The fourth in an annual series of reports on trends in organized labor, the 2013 report highlights its declining presence in the private sector in New York City and the growing gap between private and public sector unionization rates. Among the report’s most interesting findings is the distinctive profile of New York City’s union members, who are more likely to be Black, Latino, or female than is the case elsewhere in the nation. Although the popular stereotype of a union member is a white male wearing a hardhat, in the city only 18 percent of all union members are white men. Fully 60 percent of union members in New York City are Black or Latino, much higher than in the rest of New York State, where the figure is only 16 percent, and also in contrast to the nation as a whole, where it is 27 percent.
Source: David Moberg, In These Times, July 25, 2013
How low-wage service workers are changing the face of labor….Last year, Crawford joined the “Fight for 15” campaign, a labor and community-supported project that aims to improve conditions for workers in Chicago’s central business districts. The campaign demands a $15 minimum wage and the right to form unions without interference from management…. These strikes have been the defining tactic of a new movement of low-wage service workers that has gained momentum in 2013. Small groups of workers have launched sudden strikes against big chains such as Wal-Mart and McDonald’s, as well as small employers such as car washes, laundries and taxi companies. In many cases, only a minority of employees were involved, sometimes from multiple workplaces. The strikes have typically been sudden and short, lasting just long enough to broadcast their message. A few campaigns have won union recognition; more have won small victories like a pay raise or a scheduling change. But taken together, the campaigns have surprised experts like Kate Bronfenbrenner, director of labor education research at Cornell University, who says she could not have imagined such an upsurge even two years ago….
Source: Carl Proper, Talking Union blog, July 2, 2013
Money matters to unions. Financial resources are hard to obtain, easy to waste, and essential to union survival. Historically, the effort to accrue or protect a financial foundation has also caused many internal union conflicts, mergers and failures. …This history recounts a struggle between two great and historically progressive unions over leadership, organizing jurisdiction (itself a form of property rights), and inherited financial resources. I focus here on financial issues, not because they were the core of the struggle, but because they are seldom discussed, and critical to labor’s history and future. I will also focus on the roles of labor leaders, who are the financial decision-makers, rather than on the rank and file. In later chapters, questions of leadership character, membership involvement and exploitation, and jurisdictional issues will get their due. One conclusion that I would reach, however, is that open discussion of money matters with union members produces better decisions than haste and secrecy…. I would urge unionists who believe the next revolution will be built without wealth to learn from our experience. The kinds of investments in real estate or banks made by the ILGWU or the Amalgamated Clothing Workers of America (ACWA) initiated decades ago, may now be more essential than ever. They can help unions withstand the loss of dues income in our day, and enable activities of community allies with little or no income base.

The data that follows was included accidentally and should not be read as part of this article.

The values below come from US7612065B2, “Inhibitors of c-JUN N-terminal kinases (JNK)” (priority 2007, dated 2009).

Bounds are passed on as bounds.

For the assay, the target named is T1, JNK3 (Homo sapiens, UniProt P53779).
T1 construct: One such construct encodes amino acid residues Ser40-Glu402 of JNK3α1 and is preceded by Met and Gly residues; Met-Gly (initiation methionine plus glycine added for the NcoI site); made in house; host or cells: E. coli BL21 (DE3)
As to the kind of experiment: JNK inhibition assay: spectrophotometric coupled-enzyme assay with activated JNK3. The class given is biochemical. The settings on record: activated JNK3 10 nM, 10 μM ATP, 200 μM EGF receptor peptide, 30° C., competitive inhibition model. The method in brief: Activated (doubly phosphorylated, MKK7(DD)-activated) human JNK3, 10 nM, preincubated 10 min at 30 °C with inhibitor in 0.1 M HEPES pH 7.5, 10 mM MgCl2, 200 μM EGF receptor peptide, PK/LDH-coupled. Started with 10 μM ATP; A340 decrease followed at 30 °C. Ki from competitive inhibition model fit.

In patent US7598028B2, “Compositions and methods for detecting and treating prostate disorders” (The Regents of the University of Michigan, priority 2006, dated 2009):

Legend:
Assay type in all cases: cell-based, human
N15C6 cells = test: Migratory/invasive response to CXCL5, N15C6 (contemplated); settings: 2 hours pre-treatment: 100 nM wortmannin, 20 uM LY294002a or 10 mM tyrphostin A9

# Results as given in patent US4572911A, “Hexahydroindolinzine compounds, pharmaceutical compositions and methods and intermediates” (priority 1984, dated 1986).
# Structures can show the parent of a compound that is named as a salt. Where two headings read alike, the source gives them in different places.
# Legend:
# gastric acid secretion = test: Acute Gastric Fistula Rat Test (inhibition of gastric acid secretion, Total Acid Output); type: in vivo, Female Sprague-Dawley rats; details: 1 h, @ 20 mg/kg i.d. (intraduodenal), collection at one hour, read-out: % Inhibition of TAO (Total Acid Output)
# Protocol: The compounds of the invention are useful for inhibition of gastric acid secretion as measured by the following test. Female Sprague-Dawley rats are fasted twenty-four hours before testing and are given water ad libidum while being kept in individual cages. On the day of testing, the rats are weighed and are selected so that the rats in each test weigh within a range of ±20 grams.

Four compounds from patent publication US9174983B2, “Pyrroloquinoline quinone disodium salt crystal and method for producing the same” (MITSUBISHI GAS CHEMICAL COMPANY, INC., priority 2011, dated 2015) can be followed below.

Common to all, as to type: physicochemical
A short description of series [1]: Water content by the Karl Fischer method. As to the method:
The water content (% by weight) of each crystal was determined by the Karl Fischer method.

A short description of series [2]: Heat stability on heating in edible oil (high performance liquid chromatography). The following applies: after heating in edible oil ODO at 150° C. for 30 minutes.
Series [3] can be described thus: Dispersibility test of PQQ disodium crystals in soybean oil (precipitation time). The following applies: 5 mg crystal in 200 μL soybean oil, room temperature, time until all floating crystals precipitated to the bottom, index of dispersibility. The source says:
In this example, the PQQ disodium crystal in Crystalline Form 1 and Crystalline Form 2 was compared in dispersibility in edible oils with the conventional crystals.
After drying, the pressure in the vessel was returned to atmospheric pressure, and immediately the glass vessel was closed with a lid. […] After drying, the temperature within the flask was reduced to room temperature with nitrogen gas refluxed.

Source: Gregor Murray, Christian Lévesque, Christian Dufour, Adelheid Hege, Industrial Relations Journal, Volume 44, Issue 4, July 2013
From the abstract:
Workplace representatives (shop stewards) provide insight into union transformations. This article explores the renewed research interest in terms of the representativeness of unionism and of workplace representatives, the complexity of the sites of representation and employer strategies, the search for new references and the centrality of workplace representatives in union renewal strategies.
Source: Kevin Roose, New York Magazine, July 11, 2013
..But the shock at anti-union sentiments expressed by the tech elite, mine included, obscured one salient point: Namely, Silicon Valley’s hostility to organized labor is nothing new…
…The mystique of the entrepreneur, more than overt union-busting techniques of corporate managers, is the reason why Silicon Valley’s tech industry has never had a successful large-scale labor organization, according to Berlin. Simply put: Tech workers have been so coddled that they simply don’t feel the need to unionize….
…Anti-union views aren’t unique to Silicon Valley gazillionaires — they’re shared by free-market boosters everywhere. But comments like Lacy’s and White’s in response to the BART strike revealed something new. Namely, portions of the tech community are not only observing the destruction of unions as a long-term sociopolitical trend, but actively cheering it on as an example of an intellectual “maker” class beating out working-class “takers.” The old Silicon Valley anti-unionism came from narrow corporate self-interest; the new seems more broadly ideological.
“The notion that ‘These workers are expendable’ is a fundamentally different attitude toward workers than ‘Let’s make sure they have these benefits so they don’t want to unionize,'” Berlin said.
In other words, it’s not Silicon Valley’s rejection of organized labor that should surprise us. It’s the class hostility that now often rides along with it….
BART strike reveals tech, transit worker divide
Krissy Clark, Marketplace Morning Report, July 4, 2013
Source: Amy B. Dean, Yes!, July 8, 2013
The AFL-CIO’s community affiliate, Working America, is expanding its work online and off. Amy Dean talks with the group’s executive director, Karen Nussbaum, about what this means for the prospects of union revival….